The online petition, in fact, has nearly 5,000 signatures, not 6,000.
Each of the Republican candidates told the audience that they’d spent a lot of time in Rahway, and that every person they met “had concerns” with the Rahway River Park proposal, said Dierkes. On Tuesday, Sept. 15, hundreds of local residents showed their discontent at a public Department of Environmental Protection hearing at Rahway Public Library.

But the Democrats reaffirmed their belief in the stadium upgrade, and rejected the notion that they’d ever escorted opponents of the proposal out of meetings.

“We have not escorted anyone out of a meeting, that just isn’t true,” said Bergen. “I am for the Rahway River Park. I’ve been out there, I’ve looked at the site, this is an existing track and an existing football field which is being refurbished. It’s not going to increase the footprint into the Open Space of that park at all. I believe there have been some misstatements of fact that have become accepted as true, but they are not. If I believe for a moment that refurbishing this field and track would ruin that park, I would never support it.”

Those were sentiments shared by the two other Democrats, including Jalloh, who said that park refurbishments make Union County a desirable place for people looking to move there.

Stadium upgrades are also “not something brand new” to the county, according to Jalloh, as the Board of Chosen Freeholders has been upgrading other county parks, and “I don’t see why we wouldn’t do it in Rahway.” The proposal will improve the existing recreational space at Rahway River Park, said the Democrats, without violating the spirit of the park.

Bonilla criticized the Democrats’ response, though, arguing that they weren’t taking public opinion into consideration.
“From all of the comments here just now, I did not hear, at all, ‘we spoke to residents and took their concerns, or their issues, with this park,’” said Bonilla. “I love football, but I’m against the park because it’s just more spending, and more spending means increases in taxes.”

The following question was just as divisive as the first. Because the Board of Chosen Freeholders has been run by one-party rule for the past 20 years, a member of the media asked, should the county consider adopting the ward system of government, in which candidates are elected based on districts.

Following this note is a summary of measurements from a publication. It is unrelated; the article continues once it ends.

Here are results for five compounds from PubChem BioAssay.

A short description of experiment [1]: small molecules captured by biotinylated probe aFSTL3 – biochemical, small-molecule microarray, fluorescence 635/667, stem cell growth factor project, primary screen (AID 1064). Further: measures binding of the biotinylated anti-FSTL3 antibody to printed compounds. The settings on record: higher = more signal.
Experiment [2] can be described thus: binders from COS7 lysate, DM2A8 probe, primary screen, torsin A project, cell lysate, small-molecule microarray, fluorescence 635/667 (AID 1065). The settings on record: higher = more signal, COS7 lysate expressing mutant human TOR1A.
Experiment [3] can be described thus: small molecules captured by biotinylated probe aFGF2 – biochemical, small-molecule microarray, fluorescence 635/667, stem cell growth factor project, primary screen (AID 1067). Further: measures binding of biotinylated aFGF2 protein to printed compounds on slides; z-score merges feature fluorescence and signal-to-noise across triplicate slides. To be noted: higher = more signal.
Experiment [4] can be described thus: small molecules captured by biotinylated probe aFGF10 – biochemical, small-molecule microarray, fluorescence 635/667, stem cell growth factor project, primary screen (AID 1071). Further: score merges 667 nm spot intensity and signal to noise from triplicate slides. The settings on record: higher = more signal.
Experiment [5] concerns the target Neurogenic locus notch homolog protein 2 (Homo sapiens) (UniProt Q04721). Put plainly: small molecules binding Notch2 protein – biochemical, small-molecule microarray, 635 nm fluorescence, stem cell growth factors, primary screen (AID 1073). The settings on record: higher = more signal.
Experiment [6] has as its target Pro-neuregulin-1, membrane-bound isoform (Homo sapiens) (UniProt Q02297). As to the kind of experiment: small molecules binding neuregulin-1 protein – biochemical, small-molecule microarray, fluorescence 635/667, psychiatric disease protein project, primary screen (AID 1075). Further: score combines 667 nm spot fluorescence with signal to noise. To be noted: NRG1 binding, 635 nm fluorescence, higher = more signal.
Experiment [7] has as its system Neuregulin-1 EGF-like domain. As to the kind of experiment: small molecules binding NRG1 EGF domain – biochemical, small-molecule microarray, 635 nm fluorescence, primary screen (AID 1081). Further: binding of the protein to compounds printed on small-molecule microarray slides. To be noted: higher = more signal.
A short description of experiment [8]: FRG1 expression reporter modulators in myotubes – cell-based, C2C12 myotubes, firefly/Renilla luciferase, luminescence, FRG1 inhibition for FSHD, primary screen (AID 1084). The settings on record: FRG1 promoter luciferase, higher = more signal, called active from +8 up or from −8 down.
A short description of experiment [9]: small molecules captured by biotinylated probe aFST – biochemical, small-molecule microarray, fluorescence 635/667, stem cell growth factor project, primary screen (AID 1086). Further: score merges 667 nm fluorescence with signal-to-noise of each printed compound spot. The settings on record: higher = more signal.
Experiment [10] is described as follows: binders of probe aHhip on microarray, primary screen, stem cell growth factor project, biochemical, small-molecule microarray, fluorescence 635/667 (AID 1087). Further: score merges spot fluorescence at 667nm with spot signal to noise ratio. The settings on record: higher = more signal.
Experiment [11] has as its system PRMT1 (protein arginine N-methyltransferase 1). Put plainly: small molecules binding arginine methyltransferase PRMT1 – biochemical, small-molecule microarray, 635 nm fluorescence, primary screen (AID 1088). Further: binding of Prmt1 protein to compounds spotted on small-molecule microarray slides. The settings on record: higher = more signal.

The challengers, representing a party which often has sizable support but never a majority in elections, agreed that there needs to be a Republican voice on the board, and that the ward system would accomplish that. Dierkes, in particular, called out the county’s one-party rule, comparing Union County to the capital of The People’s Republic of China.

“My wife was born in Beijing, China, which is a one-party rule country. And she came to this country when she was 26-years-old, and guess what, she’s back in a one-party county. Now, there’s some great things about having one party. You get things done very quickly. So when I’m in Beijing, it’s amazing to see how fast things go up,” said Dierkes. “But if you’re in Beijing and you want a breath of fresh air, you better be ready to drive 500 miles.”

The ward system, Republicans argued, would improve accurate representation in the county, while forcing the majority party to be held accountable for their actions. Fortunato said that one-party rule promotes partisanship, and Bonilla believes it leads to “closed-door meetings.”

But the Beijing comparison, and the accusation of closed-door meetings, drew the ire of the Democratic candidates, who were very familiar with the question. Changing systems would be like “taking the vote away from the people,” said Mirabella, while Jalloh added that we “can’t silent the urban areas in this county,” which are typically Democratic.

“Every time I get asked that question, I can’t help but feel a little offended,” said Jalloh. “If residents believe Democrats are consistent with their ideals, then they should be able to vote all Democrats.”

Adopting a new system of electing the board, said the Democrats, would not be in the interest of the voters. Bergen, for his part, pointed out the existing diversity among the elected Democrats, and offered a clear rebuttal to both Dierkes and Bonilla.
“The reason we don’t have districts is because that’s not how the law is set up. And in fact, if I’m correct, only two counties in New Jersey have districts as opposed to an elected authority. Clearly Mr. Bonilla has no idea how this government runs, because there are no decisions made in closed-door sessions. That’s illegal,” said Bergen. “I also would point out the Freeholder Board that sits up there now is diverse as to location of where they come from in the county, as to gender, as to religion, as to ethnicity, and we have a very diverse board that discusses issues and makes decisions based on what’s best for this county. To equate us to a communist government that is not elected, I find that very insulting.”

After the dust settled on the question of one-party rule, the candidates were asked if they are in favor of the one-seat ride to New York City. If so, the question went, what would they do to re-ignite the project?

All six of the candidates endorsed the one-seat ride, including the Democrats, who are “continuing to have conversations,” to make the dream a reality, said Jalloh. Union County is already a hub of transportation, and more convenient access to New York City would be great for regular commuters, added the candidates, which makes economic sense.

“Of course I would be in support of the one-seat ride,” said Dierkes. “Anything that makes life for the residents of Union County easier is a great idea.”

But while the candidates agreed they would apply pressure to make the one-seat ride a reality, “we have not had the leadership at the state level,” said Bergen. The cancellation of the rail tunnel project under the Hudson River, along with a lack of cooperation from the state and the governor, has diminished the likelihood of the one-seat ride, according to Bergen.

The following question, after being rephrased for clarity, asked candidates if they would support or encourage municipal ordinances which mandate paid sick leave, or similar social services, for both public and private employees. Nine cities in New Jersey have passed laws on mandatory paid sick leave, including Bloomfield of Essex County, and it’s been taken under consideration in Elizabeth.